The nakshatras, central to Hindu astrology, are the subject of this month’s four-page Insight section. Contributors to this introduction include Devendra Trivedi, B.V. Raman, Dennis Harness, Vamadeva Shastri and Linda Johnsen.
What’s your sign?” people in America ask, meaning, “What was the position of the Sun in the zodiac when you were born?” But in India, when the temple priest queries, “What’s your nakshatra?” he wants to know the position of the Moon at your birth. The difference is not superficial. In Western astrology, the birth position of the Sun is considered paramount, while in Hindu astrology, the Moon’s placement is most critical. While both systems use (with important differences) the zodiac, or rasi, division of twelve parts (Aries, Pisces, etc.), Hindus further refine this to 27 nakshatras–literally, “star clusters,” also know as the “lunar mansions” (Ashvini, Bharani, etc.). The moon passes through all 27 in the course of a lunar month, at the rate of about one a day. The division is ancient. The list of the 27 nakshatras given in the Krishna Yajur Veda (Taittiriya Samhita 2.4.10) as part of the construction of the sacred fire altar was likely recorded in the second millennium, bce. Each nakshatra is governed by a Vedic Deity–Krittika by Agni, Rohini by Prajapati, and so forth.
A nakshatra is male or female, as well as sattvic, rajasic or tamasic in nature. Sattva is the quality of spirituality and purity. Rajas is high-energy activity. Tamas has the basic quality of dullness, inertia and darkness. A specific symbol [see pages 28?29], animal species, sex, caste, temperament and primary motivation–dharma (life purpose), artha (wealth), kama (pleasure) and moksha (enlightenment)–is associated with each nakshatra. An individual is born when the Moon is in a nakshatra suited to his destined experiences of that lifetime. Astrological interpretations are based both on the nakshatra and the rasi [zodiac sign] of each planet, but for both the Moon and the planets it is the nakshatra which has the deeper effect.
Nakshatras are of primary importance in muhurtha, or electional astrology, estimating the optimal timing to undertake any new venture, such as starting a new business, building a new home or choosing an auspicious wedding date [See page 30].
Nakshatras (as well as rasis) mentioned in ancient texts provide clues of great historical value. In scriptures, such as the Vedas, Puranas and Mahabharata, are found references that at the equinox (or solstice), the Sun was in a particular nakshatra. Because of the precession of the equinoxes, the Sun slowly changes nakshatras at the equinox–so one can calculate backward to arrive at the date of the scripture accurate to within a few hundred years. For example, in the Atharva Veda (19.7) and Shatapatha Brahmana, the solstice is in Magha, the period of 2700?1900bce. This fact is used to trace the beginning of the later Vedic age.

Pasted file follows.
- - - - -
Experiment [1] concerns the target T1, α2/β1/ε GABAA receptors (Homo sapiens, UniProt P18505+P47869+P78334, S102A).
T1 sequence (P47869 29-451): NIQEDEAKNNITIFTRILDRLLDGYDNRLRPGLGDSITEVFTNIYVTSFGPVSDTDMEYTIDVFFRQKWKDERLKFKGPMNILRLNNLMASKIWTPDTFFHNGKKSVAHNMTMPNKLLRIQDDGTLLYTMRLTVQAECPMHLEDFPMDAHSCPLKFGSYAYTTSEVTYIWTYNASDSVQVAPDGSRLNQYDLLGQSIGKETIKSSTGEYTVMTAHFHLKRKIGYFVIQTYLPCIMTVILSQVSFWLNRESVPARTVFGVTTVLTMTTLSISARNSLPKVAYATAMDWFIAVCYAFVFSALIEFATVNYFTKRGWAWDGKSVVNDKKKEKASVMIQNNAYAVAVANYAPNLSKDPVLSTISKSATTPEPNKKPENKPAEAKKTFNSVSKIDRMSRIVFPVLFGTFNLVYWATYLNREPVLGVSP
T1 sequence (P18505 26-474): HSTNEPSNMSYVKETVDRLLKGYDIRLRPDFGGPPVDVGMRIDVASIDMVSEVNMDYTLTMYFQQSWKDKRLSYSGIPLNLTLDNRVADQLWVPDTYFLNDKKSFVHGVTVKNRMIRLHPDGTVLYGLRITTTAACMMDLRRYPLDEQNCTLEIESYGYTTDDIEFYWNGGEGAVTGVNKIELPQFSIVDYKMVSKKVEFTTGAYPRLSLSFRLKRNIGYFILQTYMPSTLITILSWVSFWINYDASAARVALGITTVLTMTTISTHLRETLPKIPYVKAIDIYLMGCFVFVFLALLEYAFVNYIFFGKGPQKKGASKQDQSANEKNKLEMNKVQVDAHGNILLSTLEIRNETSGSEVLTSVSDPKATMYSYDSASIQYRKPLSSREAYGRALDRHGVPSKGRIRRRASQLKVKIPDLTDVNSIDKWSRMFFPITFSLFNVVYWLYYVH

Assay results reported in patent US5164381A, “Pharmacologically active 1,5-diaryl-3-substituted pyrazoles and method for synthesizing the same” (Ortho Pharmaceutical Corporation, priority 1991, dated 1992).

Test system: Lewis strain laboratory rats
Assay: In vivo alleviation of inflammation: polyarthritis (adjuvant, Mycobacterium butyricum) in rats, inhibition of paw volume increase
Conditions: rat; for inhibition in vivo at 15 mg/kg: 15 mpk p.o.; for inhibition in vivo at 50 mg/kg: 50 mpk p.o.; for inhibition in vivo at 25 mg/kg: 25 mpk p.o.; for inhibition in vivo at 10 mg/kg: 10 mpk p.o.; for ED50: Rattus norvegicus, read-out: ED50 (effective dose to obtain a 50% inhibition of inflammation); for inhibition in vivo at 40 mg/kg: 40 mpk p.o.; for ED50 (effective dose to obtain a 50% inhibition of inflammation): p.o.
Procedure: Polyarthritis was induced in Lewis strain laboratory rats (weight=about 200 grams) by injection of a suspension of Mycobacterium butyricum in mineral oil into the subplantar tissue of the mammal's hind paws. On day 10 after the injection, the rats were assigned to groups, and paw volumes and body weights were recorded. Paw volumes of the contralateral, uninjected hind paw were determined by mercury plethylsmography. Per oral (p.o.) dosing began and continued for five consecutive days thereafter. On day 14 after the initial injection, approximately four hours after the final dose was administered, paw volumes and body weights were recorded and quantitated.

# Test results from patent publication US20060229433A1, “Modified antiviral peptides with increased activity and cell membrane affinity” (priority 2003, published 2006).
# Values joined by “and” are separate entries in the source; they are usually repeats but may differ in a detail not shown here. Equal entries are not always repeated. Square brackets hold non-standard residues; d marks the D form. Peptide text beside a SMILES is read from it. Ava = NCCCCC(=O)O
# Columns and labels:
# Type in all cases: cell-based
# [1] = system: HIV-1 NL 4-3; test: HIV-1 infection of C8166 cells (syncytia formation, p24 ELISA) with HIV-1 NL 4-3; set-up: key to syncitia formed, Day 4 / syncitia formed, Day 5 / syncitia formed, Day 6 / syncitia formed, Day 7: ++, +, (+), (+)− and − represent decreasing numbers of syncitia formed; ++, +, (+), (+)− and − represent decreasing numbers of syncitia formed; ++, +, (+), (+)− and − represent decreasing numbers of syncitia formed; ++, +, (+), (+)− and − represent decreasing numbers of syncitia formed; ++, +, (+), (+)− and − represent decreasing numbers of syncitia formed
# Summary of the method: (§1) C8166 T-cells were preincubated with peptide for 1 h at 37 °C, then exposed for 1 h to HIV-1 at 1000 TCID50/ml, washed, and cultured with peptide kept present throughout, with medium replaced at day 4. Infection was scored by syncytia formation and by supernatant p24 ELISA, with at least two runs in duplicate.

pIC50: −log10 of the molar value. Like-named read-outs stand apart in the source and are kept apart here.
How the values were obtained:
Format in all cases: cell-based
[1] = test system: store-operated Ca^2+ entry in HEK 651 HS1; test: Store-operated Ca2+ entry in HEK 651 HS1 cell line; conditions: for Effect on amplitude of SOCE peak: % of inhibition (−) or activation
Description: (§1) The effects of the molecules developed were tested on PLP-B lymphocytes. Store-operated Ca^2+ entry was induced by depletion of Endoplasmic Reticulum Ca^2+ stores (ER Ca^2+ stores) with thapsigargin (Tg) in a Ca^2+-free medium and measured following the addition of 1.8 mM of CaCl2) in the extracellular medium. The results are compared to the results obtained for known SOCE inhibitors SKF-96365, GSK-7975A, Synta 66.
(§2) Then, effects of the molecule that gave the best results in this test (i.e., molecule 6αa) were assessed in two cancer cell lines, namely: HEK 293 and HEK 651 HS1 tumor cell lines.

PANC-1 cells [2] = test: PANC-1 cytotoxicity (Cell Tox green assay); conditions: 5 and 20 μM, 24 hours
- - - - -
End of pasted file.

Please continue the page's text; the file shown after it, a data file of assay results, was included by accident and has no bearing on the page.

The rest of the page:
On the next two pages the 27 nakshatras are explored, how they relate to the 12 rasis and the basic qualities of a person born under each nakshatra.
THE MOON’S LOCATION AT BIRTH ALONG THIS ANCIENT DIVISION OF THE ECLIPTIC IS, SAYS HINDU ASTROLOGY, A PRIME INDICATION OF A PERSON’S BASIC CHARACTERISTICS
The following is a condensed summary of the characteristics and tendencies of persons born when the Moon is located in each of the 27 nakshatras. Noted next to each nakshatra nameis the star with which it is associated. There are 2 1/4 nakshatras per zodiac sign.
1. Ashvini (Beta Arietis): Passionate, impulsive, attractive and intelligent, people whose birth Moon is in Ashvini can also be headstrong and extravagant. They enjoy travel, are often skilled workers, and may have healing abilities. The Ashvins are Vedic gods of light, healing and inspiration.
2. Bharani (41 Arietis): Bharani folk are usually healthy, happy, skillful and conscientious. They also tend to be somewhat impatient and self-indulgent, and find it hard to forgive. Setbacks can shift their priorities from material preoccupation to spiritual transcendence.
3. Krittika (Alcyone 2-Pleiades): Krittika types are fiery, full of creative energy, highly ambitious, dedicated to divine service, self-motivated and “think big.” They stand out in a crowd and can become quite famous. They’re prone to eating too much.
4. Rohini (Aldebaran): Rohini gives a loving, truthful disposition, serenity, a sense of responsibility and a love of the arts, beauty and culture. If the Moon is afflicted, they may be prone to stubbornness, anger, selfishness and fault-finding.
5. Mrigashira (Lambda Orionis): Gentle, sensitive, highly perceptive, drawn to romance, music and the arts, Mrigashiras prefer a quiet, comfortable life, can be very hard working and are frequently drawn to spiritual life. Some are haunted by self-doubt or egoity.
6. Ardra (Betelguese 7): Full of vitality, good athletes, Ardras live life with enthusiasm and intensity. Sympathetic and helpful, they’re often drawn to the study of esoteric laws. If the Moon is afflicted, they can be cruel, lashing out at others unfairly at times.
7. Punarvasu (Pollux 11): Good-natured, generous emotionally, prudent financially, content to live a relaxed, uncluttered life, self-disciplined, yet playful. They need to guard against complacency and watch their health. They make good friends.